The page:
9/11 Remembering – what?
9/11 Remembering – what?
Yesterday was a national day of remembrance. As life moves on – what will you hold from those memories?
My husband told me that yesterday was the most important civic day of his live. Surprisingly, I concur. As a relatively new American citizen, I started the day with intention to remain in the awareness of 9/11. I started by prayerfully weeding the memorial garden here at Stonehaven – the large rock we raised that day still stands, surrounded by scores of tiny stones symbolizing the lives lost. All week the news media had re-opened my heart to the tragedy of the anniversary, bringing back the chilling horror but laced with hope in the resiliency of the human spirit.
What a gift to be able to worship later on that morning in my local community of faith, where the service gave space to remember, to heal, and to continue to hold our personal and corporate pain. There was no sweet icing of eternity slathered on the messy but hearty substance of our American life. I am grateful for that.
From there Uli and I went in to Philadelphia – to Rittenhouse Square – one of the physical hearts of the city. We are suburban dwellers much of the time, and removed from the intensity of urban life. It seemed important to join the invitation of a Muslim friend, to be part of a well planned, ‘Hands across the Square’ inter-faith service of memorial. As an Imam eloquently and passionately invoked blessing for the service to follow, I wondered why the square was not brimming with thousands of people. Where was everybody? Surely they had not all traveled to New York, or were meeting in one of the other memorial events of the day? The Mayor and hundreds of faithful were certainly there, but it was evident the coffee shops within sight were bustling as usual, and even many of the dog walkers just kept on walking.
It is clear that religious tradition operates as a reverse magnet for much of our society. Like ancient history, what has become of the compelling force in religion? Like the 9/11 memorial services, are we consciously forgetting one of the tap roots under-girding this frightening day of remembrance? How do we hold onto the diverse truths of our heritage and walk with confidence in community, honoring all our differences? How do we mourn past injuries and discover the hope of the future together? Surely this must be done in community.
Our next event yesterday afternoon was the most heartening of all. At the Penn Museum, a social impact company, Outside the Wire LLC, offered a free dramatic reading and town-hall style discussion of Cato: A Tragedy. We were mesmerized by a play written three centuries ago about the final days of Senator Cato in his last stand against Julius Caesar. Curiously enough, it was a play illegally requisitioned by George Washington for his continental Army when encamped here in suburban Valley Forge – this was a play written about, and from, the heart of humanity.
This was also an interactive event. Our dialogue circled around the impact from the 9/11 attacks. Skilled actors, very diverse panelists and an impassioned audience engaged thoughtfully and truthfully. What made this event so compelling was that we spoke from the deep places of our hearts. We remained grounded in the timelessness of history and were free to express our differing persuasions about war, peace and progress. We broke social norms yesterday afternoon: we talked politics and religion (but left out the sex-scenes from the play for time’s sake!)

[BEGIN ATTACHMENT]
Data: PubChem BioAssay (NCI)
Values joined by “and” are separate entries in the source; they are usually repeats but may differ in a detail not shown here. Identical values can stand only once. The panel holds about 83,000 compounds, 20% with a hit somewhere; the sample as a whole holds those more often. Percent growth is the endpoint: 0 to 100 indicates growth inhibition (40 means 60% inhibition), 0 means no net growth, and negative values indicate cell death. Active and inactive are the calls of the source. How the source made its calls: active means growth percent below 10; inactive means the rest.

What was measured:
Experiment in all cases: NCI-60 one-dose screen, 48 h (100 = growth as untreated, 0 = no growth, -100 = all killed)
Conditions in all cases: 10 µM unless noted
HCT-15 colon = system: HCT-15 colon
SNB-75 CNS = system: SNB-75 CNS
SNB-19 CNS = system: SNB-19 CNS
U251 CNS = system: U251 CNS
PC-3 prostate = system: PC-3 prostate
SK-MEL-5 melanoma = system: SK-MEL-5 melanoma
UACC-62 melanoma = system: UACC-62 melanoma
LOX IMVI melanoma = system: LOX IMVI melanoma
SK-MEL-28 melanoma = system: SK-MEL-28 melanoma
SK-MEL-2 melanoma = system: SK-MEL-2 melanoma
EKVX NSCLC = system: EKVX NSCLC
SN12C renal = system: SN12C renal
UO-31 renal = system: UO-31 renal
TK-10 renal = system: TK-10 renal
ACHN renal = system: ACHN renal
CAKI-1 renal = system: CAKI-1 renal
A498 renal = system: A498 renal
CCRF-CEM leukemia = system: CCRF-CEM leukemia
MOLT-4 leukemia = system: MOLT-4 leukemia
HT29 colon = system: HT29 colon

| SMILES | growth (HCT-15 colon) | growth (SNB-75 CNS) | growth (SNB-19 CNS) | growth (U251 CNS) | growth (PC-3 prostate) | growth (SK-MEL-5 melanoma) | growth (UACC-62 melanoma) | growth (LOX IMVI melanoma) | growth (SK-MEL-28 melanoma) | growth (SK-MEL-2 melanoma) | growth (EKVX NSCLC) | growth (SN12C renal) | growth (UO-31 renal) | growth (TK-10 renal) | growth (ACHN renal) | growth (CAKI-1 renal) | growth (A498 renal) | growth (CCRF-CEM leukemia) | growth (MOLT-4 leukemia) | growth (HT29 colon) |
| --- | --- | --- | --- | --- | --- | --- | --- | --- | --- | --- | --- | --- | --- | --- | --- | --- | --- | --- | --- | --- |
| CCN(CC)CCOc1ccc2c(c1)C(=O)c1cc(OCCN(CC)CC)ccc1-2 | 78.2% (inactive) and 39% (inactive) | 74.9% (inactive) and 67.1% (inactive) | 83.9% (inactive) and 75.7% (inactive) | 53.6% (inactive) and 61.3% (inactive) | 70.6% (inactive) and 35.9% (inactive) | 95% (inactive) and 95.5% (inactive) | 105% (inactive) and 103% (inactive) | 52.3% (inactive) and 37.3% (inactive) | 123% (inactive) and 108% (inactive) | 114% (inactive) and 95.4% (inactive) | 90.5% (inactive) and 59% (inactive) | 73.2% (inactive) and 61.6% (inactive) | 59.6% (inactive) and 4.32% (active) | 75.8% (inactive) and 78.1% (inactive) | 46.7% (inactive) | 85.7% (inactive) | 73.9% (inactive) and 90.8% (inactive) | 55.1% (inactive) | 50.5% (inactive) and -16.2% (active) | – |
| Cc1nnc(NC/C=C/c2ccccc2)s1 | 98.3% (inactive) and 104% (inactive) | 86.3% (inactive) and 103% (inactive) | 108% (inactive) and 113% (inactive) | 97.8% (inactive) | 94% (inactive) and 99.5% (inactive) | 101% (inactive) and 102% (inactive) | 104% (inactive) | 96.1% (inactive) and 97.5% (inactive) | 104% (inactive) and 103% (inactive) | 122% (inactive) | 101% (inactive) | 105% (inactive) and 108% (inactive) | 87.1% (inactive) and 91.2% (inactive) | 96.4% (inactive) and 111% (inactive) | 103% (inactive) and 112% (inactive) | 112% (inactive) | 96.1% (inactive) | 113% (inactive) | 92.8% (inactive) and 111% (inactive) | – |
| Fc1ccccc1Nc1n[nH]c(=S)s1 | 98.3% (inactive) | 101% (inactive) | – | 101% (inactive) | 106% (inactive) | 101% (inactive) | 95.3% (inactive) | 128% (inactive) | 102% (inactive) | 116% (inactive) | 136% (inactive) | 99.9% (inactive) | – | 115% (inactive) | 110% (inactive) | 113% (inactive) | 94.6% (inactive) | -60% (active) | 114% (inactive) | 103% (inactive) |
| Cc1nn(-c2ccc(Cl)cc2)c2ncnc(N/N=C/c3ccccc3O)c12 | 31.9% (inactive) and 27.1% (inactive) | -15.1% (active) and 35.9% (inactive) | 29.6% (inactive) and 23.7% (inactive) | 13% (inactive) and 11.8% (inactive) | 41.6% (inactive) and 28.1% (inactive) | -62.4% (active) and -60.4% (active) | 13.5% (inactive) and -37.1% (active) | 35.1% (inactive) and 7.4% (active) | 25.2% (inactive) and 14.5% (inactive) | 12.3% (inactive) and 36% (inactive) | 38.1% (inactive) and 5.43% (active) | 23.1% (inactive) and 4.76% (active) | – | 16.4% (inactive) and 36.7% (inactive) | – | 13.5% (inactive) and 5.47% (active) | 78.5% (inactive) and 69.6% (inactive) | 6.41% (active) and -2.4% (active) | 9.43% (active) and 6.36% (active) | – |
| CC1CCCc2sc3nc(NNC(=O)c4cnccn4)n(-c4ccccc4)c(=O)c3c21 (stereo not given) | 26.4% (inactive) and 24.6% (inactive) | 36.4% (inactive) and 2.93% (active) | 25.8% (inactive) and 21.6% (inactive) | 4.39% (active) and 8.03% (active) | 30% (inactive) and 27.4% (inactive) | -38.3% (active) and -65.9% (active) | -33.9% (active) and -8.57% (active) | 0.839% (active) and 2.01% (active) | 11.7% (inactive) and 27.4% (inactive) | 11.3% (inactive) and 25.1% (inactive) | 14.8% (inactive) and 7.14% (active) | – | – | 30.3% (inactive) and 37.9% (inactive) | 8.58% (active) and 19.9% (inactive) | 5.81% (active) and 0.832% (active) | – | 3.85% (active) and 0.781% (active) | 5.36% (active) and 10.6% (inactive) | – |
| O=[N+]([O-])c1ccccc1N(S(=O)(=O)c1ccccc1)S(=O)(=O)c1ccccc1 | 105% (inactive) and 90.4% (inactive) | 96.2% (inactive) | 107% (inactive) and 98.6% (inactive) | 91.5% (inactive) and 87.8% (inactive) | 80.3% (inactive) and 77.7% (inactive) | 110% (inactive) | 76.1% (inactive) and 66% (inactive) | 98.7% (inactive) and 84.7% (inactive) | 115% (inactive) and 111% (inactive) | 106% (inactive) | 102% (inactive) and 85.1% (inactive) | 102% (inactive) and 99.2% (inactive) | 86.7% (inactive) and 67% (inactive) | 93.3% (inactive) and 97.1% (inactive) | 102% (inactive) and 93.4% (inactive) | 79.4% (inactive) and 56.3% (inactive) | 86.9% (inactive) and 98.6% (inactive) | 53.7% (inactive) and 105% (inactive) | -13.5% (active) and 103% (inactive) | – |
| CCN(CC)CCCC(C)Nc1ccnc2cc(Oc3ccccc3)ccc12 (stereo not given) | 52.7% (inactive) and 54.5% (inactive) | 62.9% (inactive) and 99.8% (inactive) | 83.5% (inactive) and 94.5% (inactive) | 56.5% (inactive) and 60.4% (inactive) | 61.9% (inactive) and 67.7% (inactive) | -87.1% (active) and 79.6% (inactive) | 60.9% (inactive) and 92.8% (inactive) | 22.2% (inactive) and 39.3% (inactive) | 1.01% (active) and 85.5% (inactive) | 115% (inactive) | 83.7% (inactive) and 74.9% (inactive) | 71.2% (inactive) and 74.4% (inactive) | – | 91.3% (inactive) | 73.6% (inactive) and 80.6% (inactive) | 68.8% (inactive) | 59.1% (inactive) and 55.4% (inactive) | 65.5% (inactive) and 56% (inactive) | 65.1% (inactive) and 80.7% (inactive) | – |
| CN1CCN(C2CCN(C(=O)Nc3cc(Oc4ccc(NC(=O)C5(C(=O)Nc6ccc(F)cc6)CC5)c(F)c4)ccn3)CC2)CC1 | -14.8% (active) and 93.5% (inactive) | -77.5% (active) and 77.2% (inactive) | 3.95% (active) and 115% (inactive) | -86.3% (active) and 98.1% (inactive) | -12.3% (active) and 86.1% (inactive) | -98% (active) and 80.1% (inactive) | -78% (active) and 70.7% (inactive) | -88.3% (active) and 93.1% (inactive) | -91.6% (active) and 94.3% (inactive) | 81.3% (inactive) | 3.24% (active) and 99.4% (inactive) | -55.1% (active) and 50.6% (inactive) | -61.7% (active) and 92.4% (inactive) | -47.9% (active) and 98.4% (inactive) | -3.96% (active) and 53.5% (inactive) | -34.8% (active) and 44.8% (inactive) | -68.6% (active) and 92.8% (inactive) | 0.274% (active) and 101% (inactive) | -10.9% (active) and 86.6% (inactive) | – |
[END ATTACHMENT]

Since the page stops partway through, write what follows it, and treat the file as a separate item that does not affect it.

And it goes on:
Where in our neighborhoods are we gathering to dialogue around the things that challenge us most? Where do we ask our most soul-troubling questions? Where in a community group can we speak and not just be spoken to? I believe that much of religious experience fails when there are few safe spaces to question and listen, and not be told the answer. In the same way, academics grope to find words for philosophical ideas and historical meaning, but often relegate the passionate world of emotion to bedrooms, bars, sport stadiums and political meetings. Where can we be all that we are and still remain in a diverse community and find ways of acting together to right the frightful wrongs of injustice? A play from three hundred years ago still speaks eloquently to the human soul. I am grateful for all those yesterday who had the courage to call us to ongoing conversation about how to bring change to the deep tears in the fabric of our civic life.
Each one of us longs to tell our stories, to speak our truths in a circle of respect, to be mirrored – seeing the reflections of both goodness and evil within and without our private lives. That is why here at Stonehaven, we offer a place for this kind of dialogue. We do not yet offer dramatic theater on our commons property- but we offer poetry, art and the compelling silence of nature that often speaks loudest of all.
I end today with a remarkable book that explores this critical juncture of heart conversation and community change. Parker Palmer, has just released “Healing the Heart of Democracy: The Courage to Create a Politics Worthy of the Human Spirit. Join in a Tuesday conversation with Parker on Oct 11 – check out http://stonehavencommons.com/ for registration for this, and for all our fall circle offerings at Stonehaven.
What will you remember from yesterday? I’d love to hear from you.
“For those of us who want democracy to survive and thrive, the heart is where the work begins—that grounded place in each of us where we can overcome fear, rediscover that we are members of one another, and embrace the conflicts that threaten our unity as openings to new life for us and for our nation.” Parker Palmer from “Healing the Heart of Democracy”